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Merlo
Merlo, Accountant
Category: Tax
Satisfied Customers: 9783
Experience:  25+ years tax consulting. Specializing in returns for US citizens living abroad
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Piggy backing on the question regarding US citizen/resident

Customer Question

Piggy backing on the question regarding US citizen/resident father - Canadian Citizen mom....How would the non-US citizen, yet custodial parent, fill out form 8332 when she does not have a SS#? <em><strong>Also, from my reading (PUB 501) I infer that the mom has no dependency exemption claim to waive as she is not a taxpayer in the eyes of the IRS</strong></em>. Can you please advise?<br /><br />Summary:<br /><br />Dad - Permanent resident, non-custodial parent.  Pre 2009 divorce decree gives him even year claim.<br />Mom - Ex-wife.  Canadian citizen.  Custodial parent.  Does not file US taxes - no gross income, etc..<br />Child - US citizen, with SS#.<br />
Submitted: 4 years ago.
Category: Tax
Expert:  Merlo replied 4 years ago.

Hello JA Customer,

 

If the custodial parent is a non US citizen and not a resident of the US, then there is no need for that parent to complete the Form 8332. The non custodial parent would simply claim the child, and there will be no conflict here since the non custodial parent does not file a US tax return.

 

Although your child would not actually qualify to be treated as a qualifying child, you can claim the child as a dependent using the qualifying relative rules. Using those rules it is not required that the child actually lives with you at all. The only thing that is required is that you provide more than half of the child's support and that the child does not have income of his own of more than $3,650 for the year.

 

 

Thank you JA Customer

 

 

Customer: replied 4 years ago.
Thanks. Quick (hopefully) follow-up. When I am using tax software it asks how many months the child lived with you. Then it states that we need to send in Form 8332. Or even if I filed via paper, line 6 asks if this is a child of divorce, which then kicks in the 8332 stipulation. Does that also get transmitted to the IRS (electronically)? Meaning would there be something in our account that flags the system to expect this information?<br /><br />Also, since this is an odd year, we did not claim the child. Could we have? Should I file a 1040X?<br /><br />Secondly, (thirdly?)  can the child be claimed as a qualifying child instead of a relative, in the years that the divorce decree gives him the right?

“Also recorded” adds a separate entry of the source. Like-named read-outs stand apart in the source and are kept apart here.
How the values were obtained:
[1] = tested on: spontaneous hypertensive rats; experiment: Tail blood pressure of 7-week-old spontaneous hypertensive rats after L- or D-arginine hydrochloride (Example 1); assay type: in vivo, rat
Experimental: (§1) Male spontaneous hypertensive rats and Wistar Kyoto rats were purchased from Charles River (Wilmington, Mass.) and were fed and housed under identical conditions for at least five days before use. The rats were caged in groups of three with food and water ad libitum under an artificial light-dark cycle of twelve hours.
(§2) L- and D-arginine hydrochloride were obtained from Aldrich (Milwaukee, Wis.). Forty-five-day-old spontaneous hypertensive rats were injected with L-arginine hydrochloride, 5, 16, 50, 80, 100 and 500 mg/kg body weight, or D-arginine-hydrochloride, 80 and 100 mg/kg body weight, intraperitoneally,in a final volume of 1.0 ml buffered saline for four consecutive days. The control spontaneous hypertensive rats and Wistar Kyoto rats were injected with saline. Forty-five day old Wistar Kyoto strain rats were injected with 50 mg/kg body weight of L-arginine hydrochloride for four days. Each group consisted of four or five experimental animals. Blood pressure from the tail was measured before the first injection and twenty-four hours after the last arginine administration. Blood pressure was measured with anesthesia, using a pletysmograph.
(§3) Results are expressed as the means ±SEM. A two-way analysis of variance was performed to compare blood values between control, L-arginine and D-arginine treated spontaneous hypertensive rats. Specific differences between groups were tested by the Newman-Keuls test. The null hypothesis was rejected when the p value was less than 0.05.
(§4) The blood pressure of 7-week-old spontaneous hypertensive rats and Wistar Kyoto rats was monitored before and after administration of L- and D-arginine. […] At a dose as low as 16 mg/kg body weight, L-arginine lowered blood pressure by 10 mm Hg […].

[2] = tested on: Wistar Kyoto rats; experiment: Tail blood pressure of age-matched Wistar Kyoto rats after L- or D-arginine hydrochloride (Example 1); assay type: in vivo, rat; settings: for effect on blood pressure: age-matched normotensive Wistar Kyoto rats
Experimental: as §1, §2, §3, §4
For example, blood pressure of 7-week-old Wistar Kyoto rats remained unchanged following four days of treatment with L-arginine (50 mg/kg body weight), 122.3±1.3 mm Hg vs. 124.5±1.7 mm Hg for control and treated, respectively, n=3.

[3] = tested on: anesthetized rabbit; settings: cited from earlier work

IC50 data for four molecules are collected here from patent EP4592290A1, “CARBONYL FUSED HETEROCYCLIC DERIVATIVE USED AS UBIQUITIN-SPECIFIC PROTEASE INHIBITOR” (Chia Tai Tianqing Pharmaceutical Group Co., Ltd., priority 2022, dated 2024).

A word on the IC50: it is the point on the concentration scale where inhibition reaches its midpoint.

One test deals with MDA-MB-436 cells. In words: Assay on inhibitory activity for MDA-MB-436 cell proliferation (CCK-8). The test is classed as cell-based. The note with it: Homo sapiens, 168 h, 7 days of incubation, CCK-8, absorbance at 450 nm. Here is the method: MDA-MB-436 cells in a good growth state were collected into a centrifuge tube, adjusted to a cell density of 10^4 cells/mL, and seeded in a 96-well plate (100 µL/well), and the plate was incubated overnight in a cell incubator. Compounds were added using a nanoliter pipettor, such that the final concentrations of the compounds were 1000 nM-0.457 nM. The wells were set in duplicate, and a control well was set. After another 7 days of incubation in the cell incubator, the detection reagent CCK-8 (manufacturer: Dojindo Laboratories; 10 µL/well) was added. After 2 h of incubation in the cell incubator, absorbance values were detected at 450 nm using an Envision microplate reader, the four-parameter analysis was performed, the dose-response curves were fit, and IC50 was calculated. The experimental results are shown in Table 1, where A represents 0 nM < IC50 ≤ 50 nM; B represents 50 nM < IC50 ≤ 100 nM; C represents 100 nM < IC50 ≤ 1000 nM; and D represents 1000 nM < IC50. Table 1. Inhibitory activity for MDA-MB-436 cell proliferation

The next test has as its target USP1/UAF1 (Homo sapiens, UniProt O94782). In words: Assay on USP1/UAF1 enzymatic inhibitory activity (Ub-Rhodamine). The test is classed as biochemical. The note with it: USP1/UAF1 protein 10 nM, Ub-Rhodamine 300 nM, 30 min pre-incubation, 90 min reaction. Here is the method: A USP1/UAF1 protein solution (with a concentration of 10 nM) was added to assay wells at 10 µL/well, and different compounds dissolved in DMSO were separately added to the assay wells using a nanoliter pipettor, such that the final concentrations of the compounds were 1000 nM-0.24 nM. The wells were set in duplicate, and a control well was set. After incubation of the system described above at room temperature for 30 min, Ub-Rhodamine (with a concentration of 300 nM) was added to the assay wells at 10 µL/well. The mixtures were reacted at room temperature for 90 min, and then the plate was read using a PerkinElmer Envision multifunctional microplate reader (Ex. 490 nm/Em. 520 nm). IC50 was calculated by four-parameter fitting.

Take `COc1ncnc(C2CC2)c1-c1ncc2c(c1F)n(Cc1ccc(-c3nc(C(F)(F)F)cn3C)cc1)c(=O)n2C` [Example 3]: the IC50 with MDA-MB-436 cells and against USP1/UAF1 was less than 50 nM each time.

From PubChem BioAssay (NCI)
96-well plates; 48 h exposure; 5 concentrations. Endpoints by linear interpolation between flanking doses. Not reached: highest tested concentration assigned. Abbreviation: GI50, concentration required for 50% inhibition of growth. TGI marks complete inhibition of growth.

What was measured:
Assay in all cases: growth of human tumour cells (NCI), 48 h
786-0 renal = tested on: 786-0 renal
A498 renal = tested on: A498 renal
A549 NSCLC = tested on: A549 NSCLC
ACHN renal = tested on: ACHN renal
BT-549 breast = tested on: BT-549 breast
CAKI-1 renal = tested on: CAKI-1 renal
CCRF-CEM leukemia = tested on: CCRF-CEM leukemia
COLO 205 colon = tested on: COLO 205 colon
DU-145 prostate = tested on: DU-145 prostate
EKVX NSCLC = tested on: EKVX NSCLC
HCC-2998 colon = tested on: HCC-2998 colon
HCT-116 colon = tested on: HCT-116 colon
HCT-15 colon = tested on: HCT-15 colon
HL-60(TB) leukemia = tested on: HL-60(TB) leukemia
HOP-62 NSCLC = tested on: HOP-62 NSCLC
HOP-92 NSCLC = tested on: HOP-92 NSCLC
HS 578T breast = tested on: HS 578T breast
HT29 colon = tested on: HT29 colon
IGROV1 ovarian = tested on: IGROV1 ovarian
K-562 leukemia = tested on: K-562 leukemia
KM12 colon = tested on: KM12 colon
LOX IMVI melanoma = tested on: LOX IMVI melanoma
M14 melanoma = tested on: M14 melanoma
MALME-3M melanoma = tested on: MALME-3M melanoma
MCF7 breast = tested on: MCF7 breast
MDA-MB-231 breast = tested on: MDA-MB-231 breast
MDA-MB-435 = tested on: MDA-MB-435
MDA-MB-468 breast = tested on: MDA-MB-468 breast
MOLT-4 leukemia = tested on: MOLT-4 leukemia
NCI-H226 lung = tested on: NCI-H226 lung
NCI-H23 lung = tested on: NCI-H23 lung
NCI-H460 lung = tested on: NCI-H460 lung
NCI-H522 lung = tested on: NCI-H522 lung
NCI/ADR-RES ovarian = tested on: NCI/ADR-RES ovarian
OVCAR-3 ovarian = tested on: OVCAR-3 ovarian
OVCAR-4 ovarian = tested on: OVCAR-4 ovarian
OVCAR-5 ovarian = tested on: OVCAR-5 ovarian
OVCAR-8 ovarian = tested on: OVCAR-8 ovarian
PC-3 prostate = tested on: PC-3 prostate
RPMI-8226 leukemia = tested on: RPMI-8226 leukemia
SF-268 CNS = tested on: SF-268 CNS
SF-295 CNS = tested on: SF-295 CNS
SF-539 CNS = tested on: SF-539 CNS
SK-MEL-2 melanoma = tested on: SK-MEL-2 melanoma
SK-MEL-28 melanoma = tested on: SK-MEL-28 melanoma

Expert:  Merlo replied 4 years ago.

Hello again JA Customer,

 

Depending on what tax software you are using, it should ask you the dependent type that you are claiming. One of the options is qualifying child, but there should be other choices, including perhaps a choice of "other dependent" which would include the qualifying relative. I would suggest you go back through the interview questions and try to update that information, and then it should no longer ask you for the form 8332 to be completed.

 

Also, there is really no reason for you to not claim the child every year as long as you provide more than half of the child's support. The child qualifies to be claimed as long as you provide more than half of his support and he does not have income of his own of more than$3,650 for the year. The other requirement is that the child not be the qualifying child of another taxpayer -- and since the mother is not a US citizen, then the child is not a qualifying child of another taxpayer. You could claim the child in any year that you provide more than half the support and the child does not have his own income which exceeds the limit. So yes, you could go back and file an amended return for last year.

 

If this was helpful please press the Accept button. Positive feedback is also appreciated.

 

Thank you JA Customer

 

 

Merlo, Accountant
Category: Tax
Satisfied Customers: 9783
Experience: 25+ years tax consulting. Specializing in returns for US citizens living abroad
Merlo and other Tax Specialists are ready to help you
Customer: replied 4 years ago.
Hi again Merlo, <br /><br />One last follow-up question....I assume that the child tax credit can be claimed in the years that the divorce decree states the non-custodial parent can claim the child, since the decree is in place of form 8332, correct?
Expert:  Merlo replied 4 years ago.

Hello JA Customer,

 

Yes, in the years where you are actually allowed to claim the child as a qualifying child, then you can also claim the child tax credit.

 

It may be worth your while to see if your former spouse would be willing to amend the divorce agreement to show that you can claim the child every year. This would certainly cause her no tax implications since she does not file a US return anyway and doesn't gain anything by not letting you claim the child every year. This would be the best solution to your problems, so you may want to pursue that option.

 

 

Thank you JA

 

 

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